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Leaving aside the matter of how well would humans fare on the surface of Mercury (we only have to factor in the weight of their life support: air, water, food and spacesuits), and assuming materials and methods available today, would it be possible to come back from Mercury once you landed? You'd have to either carry the fuel to thrust away from Mercury and the Sun or to produce it locally (if it's possible to produce the fuel locally, we can assume any number of previous one-way missions taking the necessary machinery to Mercury, and the crew of the return mission would only have to assemble and operate such machinery).

The B-side of the question: how much would it all cost, very roughly speaking?

Finally, if there's no way of making it, is there any current research being conducted on something that would hint at promising the possibility of such a trip? What research would that be?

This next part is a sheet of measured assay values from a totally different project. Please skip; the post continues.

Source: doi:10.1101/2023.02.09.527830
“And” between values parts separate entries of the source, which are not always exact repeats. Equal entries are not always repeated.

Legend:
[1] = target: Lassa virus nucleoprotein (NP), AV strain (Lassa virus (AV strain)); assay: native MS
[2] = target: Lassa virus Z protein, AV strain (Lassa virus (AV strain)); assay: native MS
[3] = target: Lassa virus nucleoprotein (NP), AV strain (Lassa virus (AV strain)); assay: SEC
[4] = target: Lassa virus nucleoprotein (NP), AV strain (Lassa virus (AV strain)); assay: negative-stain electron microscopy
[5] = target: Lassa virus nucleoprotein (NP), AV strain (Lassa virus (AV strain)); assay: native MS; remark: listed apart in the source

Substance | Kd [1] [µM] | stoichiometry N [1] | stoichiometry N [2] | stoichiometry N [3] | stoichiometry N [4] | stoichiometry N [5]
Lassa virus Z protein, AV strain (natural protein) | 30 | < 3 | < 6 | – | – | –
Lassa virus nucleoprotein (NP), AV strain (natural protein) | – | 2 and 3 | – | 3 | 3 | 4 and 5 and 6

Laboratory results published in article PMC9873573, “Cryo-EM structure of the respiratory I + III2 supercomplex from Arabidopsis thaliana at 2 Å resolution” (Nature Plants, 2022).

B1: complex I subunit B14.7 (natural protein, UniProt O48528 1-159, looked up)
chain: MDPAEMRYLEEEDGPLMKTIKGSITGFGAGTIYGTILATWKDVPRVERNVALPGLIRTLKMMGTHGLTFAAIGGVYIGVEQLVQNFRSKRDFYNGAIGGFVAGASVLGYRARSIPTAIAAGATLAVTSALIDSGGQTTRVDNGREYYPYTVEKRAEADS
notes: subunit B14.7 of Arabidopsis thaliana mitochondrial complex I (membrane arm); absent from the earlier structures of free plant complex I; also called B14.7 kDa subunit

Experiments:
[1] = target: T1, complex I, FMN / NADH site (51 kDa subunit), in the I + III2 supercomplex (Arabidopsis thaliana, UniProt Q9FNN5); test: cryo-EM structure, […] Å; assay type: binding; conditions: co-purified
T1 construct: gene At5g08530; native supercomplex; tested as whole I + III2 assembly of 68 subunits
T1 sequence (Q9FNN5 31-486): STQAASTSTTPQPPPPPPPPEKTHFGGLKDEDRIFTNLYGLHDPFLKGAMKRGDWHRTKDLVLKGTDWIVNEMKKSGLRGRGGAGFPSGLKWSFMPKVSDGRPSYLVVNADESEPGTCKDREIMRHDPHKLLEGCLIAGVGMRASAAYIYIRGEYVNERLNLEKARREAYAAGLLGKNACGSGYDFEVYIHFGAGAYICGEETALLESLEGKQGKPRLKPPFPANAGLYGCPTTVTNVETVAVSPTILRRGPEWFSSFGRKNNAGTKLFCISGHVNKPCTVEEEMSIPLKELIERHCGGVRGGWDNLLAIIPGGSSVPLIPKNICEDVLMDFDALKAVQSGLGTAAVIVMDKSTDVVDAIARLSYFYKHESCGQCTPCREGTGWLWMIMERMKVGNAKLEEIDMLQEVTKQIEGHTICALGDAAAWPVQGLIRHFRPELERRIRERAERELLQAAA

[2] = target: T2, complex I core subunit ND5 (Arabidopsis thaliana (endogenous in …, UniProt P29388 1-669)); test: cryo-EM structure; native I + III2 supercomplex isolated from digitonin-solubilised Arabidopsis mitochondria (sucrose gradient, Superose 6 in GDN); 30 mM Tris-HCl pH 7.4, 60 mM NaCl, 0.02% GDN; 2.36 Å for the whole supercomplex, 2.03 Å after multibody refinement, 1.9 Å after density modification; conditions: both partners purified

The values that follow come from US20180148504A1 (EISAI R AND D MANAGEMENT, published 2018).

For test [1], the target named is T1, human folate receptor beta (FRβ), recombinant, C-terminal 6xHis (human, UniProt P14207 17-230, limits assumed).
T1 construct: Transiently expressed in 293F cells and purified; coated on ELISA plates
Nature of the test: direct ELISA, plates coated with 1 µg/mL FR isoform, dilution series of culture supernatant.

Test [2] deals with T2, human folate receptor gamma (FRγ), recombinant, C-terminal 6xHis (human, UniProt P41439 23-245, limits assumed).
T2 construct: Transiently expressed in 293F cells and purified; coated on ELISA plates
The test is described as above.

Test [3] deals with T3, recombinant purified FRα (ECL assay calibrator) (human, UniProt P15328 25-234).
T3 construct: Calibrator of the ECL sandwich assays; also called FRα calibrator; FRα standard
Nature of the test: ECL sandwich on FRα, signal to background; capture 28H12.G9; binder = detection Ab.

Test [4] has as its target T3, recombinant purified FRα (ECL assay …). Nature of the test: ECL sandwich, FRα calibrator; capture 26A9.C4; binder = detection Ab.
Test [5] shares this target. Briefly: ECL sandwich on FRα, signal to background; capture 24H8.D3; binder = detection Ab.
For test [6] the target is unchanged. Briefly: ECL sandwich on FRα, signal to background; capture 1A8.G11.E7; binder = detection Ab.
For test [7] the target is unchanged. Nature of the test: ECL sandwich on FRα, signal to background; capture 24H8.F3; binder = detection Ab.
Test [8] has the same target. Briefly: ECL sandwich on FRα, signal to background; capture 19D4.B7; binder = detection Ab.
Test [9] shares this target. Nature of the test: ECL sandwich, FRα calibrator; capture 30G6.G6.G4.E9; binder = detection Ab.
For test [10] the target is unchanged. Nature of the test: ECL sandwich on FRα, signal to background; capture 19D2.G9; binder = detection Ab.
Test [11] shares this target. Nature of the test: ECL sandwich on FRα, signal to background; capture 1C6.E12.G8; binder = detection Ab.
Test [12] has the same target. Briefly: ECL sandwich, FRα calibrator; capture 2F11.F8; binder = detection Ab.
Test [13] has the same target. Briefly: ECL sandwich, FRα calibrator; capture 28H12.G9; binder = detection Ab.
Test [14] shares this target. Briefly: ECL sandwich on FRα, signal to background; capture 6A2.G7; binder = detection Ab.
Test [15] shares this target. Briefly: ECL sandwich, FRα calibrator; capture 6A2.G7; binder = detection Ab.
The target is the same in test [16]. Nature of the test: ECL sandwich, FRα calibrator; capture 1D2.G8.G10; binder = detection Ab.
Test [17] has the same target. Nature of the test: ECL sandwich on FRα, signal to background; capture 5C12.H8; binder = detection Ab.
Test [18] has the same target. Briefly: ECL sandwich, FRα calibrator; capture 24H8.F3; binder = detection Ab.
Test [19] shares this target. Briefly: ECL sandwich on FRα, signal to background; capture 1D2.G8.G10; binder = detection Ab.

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Assuming an Apollo-style mission (two-stage lander, with return vessel holding in orbit for return), this mission would just about be possible, physically, with today's rockets.

Humanly, it's not possible at all. Mercury is the hardest place in the Solar System to reach, saving only the Sun itself, in terms of the universal currency of space travel, Delta-V. You have to nearly kill Earth's orbital velocity to fall down that close to the sun, then you have to almost match velocity with Mercury to make orbit there (and without any ability to aerobrake as is often done with Mars). Your lander will be heavier, as it takes much more rocket power to reach orbit from Mercury than from our Moon -- and the descent stage has to carry that larger ascent vehicle to a safe landing on rockets only. You might wind up with a lander resembling the SpaceX Starship and Starbooster just for your lander.

And at the end, you need to have enough propellants still in the transfer vehicle to return to at least an aerobrake at Earth. The mission will take a minimum of several months, and the launch mass would be equivalent to at least four or five Saturn V launches.